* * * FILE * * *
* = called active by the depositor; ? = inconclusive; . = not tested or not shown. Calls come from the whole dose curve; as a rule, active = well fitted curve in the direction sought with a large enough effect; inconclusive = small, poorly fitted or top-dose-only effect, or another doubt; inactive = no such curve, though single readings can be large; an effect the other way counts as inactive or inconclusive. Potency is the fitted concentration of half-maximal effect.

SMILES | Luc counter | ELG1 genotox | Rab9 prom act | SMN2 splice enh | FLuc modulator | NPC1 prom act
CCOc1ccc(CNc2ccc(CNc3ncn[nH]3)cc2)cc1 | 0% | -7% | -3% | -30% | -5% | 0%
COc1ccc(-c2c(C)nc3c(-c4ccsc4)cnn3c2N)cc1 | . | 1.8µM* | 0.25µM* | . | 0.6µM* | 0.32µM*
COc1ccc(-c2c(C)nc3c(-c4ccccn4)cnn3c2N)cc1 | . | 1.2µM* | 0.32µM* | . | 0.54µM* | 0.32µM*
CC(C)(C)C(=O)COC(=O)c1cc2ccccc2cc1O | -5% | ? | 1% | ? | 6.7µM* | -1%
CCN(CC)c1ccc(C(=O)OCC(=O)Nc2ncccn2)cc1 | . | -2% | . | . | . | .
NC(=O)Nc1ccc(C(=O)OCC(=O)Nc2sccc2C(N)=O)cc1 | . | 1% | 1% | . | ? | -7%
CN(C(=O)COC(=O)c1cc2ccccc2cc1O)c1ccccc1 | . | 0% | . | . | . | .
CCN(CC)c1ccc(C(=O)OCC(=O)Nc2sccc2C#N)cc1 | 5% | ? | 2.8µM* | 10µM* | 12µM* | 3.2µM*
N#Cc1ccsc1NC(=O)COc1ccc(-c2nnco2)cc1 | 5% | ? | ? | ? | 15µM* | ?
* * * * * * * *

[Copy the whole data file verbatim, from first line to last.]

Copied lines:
* = called active by the depositor; ? = inconclusive; . = not tested or not shown. Calls come from the whole dose curve; as a rule, active = well fitted curve in the direction sought with a large enough effect; inconclusive = small, poorly fitted or top-dose-only effect, or another doubt; inactive = no such curve, though single readings can be large; an effect the other way counts as inactive or inconclusive. Potency is the fitted concentration of half-maximal effect.

SMILES | Luc counter | ELG1 genotox | Rab9 prom act | SMN2 splice enh | FLuc modulator | NPC1 prom act
CCOc1ccc(CNc2ccc(CNc3ncn[nH]3)cc2)cc1 | 0% | -7% | -3% | -30% | -5% | 0%
COc1ccc(-c2c(C)nc3c(-c4ccsc4)cnn3c2N)cc1 | . | 1.8µM* | 0.25µM* | . | 0.6µM* | 0.32µM*
COc1ccc(-c2c(C)nc3c(-c4ccccn4)cnn3c2N)cc1 | . | 1.2µM* | 0.32µM* | . | 0.54µM* | 0.32µM*
CC(C)(C)C(=O)COC(=O)c1cc2ccccc2cc1O | -5% | ? | 1% | ? | 6.7µM* | -1%
CCN(CC)c1ccc(C(=O)OCC(=O)Nc2ncccn2)cc1 | . | -2% | . | . | . | .
NC(=O)Nc1ccc(C(=O)OCC(=O)Nc2sccc2C(N)=O)cc1 | . | 1% | 1% | . | ? | -7%
CN(C(=O)COC(=O)c1cc2ccccc2cc1O)c1ccccc1 | . | 0% | . | . | . | .
CCN(CC)c1ccc(C(=O)OCC(=O)Nc2sccc2C#N)cc1 | 5% | ? | 2.8µM* | 10µM* | 12µM* | 3.2µM*
N#Cc1ccsc1NC(=O)COc1ccc(-c2nnco2)cc1 | 5% | ? | ? | ? | 15µM* | ?